There is evidence to the extent that politics, ideologies and education for a web of intertwined connections. This interactions and relationships are specifically pronounced with reference to the 90s when the country’s education system was trying to recover from periods of poor performances and opposing forces within sector. Dupuis (1966) notes that, during this period, political forces influenced Allocative decisions of funds to the public schools. At the same time, teacher unions had grown stronger and built immense bargaining power over working conditions and salaries. In addition, massive increase in the number of publicly owned schools had risen on the basis of the prevailing ideology regarding education. These ideologies indicated that a strong nation is built on the pillars of an educated democracy.
Colossal educational reforms were taking place, but these reforms were driven politically. For instance, there was a massive shift of financing schools from school boards to state levels; there was political pressure by employers on the teachers for better results. This followed from the huge employment rates of college workers in the previous periods of the 70s and 60s. This pressure, bearing in mind the general poor performance, fell on students, as well. All indications show that politics had the final word on the schools’ next move. There was a feeling that institutions were politically owned, payment of teachers was politically determined and conditions at school (such as games facilities, meals among others) depended on what amount of funds the government found fit to allocate.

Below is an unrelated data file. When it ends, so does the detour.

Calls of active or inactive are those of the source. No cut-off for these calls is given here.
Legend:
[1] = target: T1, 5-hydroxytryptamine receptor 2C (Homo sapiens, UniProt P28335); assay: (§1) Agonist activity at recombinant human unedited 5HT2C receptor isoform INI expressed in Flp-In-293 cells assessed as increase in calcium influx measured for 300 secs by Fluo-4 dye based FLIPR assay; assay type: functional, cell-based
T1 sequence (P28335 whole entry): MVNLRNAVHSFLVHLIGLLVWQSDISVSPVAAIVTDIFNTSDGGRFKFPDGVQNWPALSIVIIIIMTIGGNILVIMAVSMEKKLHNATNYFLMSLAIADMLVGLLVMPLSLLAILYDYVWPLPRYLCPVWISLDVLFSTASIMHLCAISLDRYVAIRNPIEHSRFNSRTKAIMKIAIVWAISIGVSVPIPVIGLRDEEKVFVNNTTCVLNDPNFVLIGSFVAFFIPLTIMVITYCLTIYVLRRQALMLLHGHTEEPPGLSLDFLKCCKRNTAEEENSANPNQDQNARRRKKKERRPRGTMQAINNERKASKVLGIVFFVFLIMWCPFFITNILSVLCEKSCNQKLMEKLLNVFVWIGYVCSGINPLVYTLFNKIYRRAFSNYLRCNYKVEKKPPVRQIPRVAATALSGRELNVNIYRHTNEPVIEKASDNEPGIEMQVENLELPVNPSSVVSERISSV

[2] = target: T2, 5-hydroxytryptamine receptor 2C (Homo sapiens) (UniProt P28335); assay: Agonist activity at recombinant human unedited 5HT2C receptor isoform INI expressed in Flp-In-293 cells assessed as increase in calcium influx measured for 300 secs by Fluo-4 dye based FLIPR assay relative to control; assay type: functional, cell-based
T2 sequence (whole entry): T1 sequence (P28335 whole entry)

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The experience was such that education was a play in a political stage since the existence of well organized groups (political parties, teachers unions, employer unions or parents unions), whose stakes were large in political processes outcomes, effectively shaped the landscape of education sector; they also affected the demands that should fall on the stakeholders such as school management (West, 1994). Thus, the role of political economy, especially with regard to allocation of educational resources and compensation played a major role in schooling.